Emergency preparedness for college students

Around the country, students are packing their belongings before heading back to their colleges. Bring out the futons and mattress toppers combined with shower caddies and Old Navy flip flops.

For the college students scurrying around Bed, Bath and Beyond for their last-minute dorm necessities, we have a question for you. Put down the Society6 tapestry for a moment. Is emergency preparedness also on your dorm shopping list?

If it’s not, that’s okay. It’s easy to get swept up in all of the things you need to do before move in. Luckily, Civil Dispatch is here to help.

Five dorm room emergency preparedness tips

Keep a first aid kit in your dorm room.

You never know what could happen, which is exactly why you need to be prepared. Bandages and antibiotic creams  are must-haves in your dorm room. But your first aid kid should be more comprehensive. Make it functional for you. You can even build your own. Here are the supplies you should have on hand.

Know your residence hall evacuation plan.  

Most dorms have fire drills. Rather than turning the volume on  your TV louder and ignoring the sirens, use it as an opportunity to learn escape routes in your building. It’s extremely important to know.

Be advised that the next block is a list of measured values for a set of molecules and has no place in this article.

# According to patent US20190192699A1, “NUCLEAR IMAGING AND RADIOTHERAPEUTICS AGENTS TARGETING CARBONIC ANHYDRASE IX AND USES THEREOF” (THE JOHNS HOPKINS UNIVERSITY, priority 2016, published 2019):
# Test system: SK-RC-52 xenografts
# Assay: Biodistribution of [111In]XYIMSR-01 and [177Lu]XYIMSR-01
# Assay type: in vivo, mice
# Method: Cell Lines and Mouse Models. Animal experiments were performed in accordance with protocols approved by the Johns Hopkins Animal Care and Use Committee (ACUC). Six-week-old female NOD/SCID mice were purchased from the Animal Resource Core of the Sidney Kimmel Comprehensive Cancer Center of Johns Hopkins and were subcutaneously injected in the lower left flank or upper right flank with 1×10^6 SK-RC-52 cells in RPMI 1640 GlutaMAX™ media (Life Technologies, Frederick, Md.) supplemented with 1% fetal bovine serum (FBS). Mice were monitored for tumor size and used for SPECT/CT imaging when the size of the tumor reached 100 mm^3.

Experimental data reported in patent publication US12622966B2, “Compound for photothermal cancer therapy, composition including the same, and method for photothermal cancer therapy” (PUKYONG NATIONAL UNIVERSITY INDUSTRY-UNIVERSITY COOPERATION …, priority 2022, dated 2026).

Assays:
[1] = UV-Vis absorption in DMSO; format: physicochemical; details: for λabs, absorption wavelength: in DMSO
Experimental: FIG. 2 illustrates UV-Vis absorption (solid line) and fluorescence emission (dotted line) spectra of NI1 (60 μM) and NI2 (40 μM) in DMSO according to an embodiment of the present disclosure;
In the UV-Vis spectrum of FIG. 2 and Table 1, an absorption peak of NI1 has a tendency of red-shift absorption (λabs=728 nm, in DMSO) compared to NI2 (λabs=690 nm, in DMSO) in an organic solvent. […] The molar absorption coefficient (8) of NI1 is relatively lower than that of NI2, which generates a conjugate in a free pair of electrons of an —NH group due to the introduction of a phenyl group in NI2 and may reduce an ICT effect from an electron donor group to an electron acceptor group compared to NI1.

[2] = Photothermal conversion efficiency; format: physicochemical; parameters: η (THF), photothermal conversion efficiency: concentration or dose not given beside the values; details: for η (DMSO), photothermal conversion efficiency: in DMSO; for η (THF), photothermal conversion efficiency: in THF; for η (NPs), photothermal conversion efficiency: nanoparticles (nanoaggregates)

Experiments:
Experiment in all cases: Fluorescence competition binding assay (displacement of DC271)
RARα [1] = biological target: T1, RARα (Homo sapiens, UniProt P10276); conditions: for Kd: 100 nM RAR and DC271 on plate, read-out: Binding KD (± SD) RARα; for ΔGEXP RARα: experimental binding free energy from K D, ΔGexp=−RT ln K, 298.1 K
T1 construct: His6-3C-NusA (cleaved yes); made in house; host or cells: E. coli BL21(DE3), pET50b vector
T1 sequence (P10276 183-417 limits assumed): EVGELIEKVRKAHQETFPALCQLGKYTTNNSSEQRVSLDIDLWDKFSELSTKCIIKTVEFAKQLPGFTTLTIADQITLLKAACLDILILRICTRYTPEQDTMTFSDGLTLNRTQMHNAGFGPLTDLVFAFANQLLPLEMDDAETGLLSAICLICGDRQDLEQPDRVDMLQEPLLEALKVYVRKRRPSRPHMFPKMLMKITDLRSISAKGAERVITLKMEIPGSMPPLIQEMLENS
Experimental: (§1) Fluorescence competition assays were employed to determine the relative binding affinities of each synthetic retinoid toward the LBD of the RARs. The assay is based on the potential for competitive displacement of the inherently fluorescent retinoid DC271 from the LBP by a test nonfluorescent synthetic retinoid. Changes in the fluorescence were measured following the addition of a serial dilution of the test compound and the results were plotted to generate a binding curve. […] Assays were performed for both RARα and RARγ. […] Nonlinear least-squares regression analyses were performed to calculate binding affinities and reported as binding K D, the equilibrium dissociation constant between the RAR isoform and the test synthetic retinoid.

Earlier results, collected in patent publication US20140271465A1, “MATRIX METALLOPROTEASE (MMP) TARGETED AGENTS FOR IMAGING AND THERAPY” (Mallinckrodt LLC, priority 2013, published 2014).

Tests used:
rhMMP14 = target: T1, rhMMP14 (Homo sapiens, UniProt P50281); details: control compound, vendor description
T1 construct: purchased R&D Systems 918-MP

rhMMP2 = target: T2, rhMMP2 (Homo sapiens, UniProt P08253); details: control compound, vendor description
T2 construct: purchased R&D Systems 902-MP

Familiarize yourself with extreme weather circumstances.

Depending on what state you live in, you might have to prepare for other disasters as well. Hurricanes, earthquakes, wildfires, tornadoes and flash floods are seasonal in different areas throughout the U.S.

Do some research about the weather in your college town so you’ll have an idea of what you need to prepare for.

It can be scary to move to the Midwest if you are from a state inexperienced with tornado warnings. Likewise, if you move somewhere with frequent earthquake activity, you wouldn’t know whether it’s safer to stand in the doorway or hide under table.

The more you know about the potential weather threats in your area, the more prepared  you will be should a natural disaster occur.

Stock a mini medicine cabinet and pantry.

The rule of thumb is you should always have three days worth of food, water and medicine stocked in your home (or, in the case, dorm room) at all times. Keep medicine and hygiene products on hand, and store up on a few refills in case you ever find yourself running low.

If your modest stockpile typically consists of canned goods, you should add more items like soups, fruits and vegetables. Think non-perishable items.   Remember, certain emergency situations can include power outages so consider how you can still prepare food without electricity.

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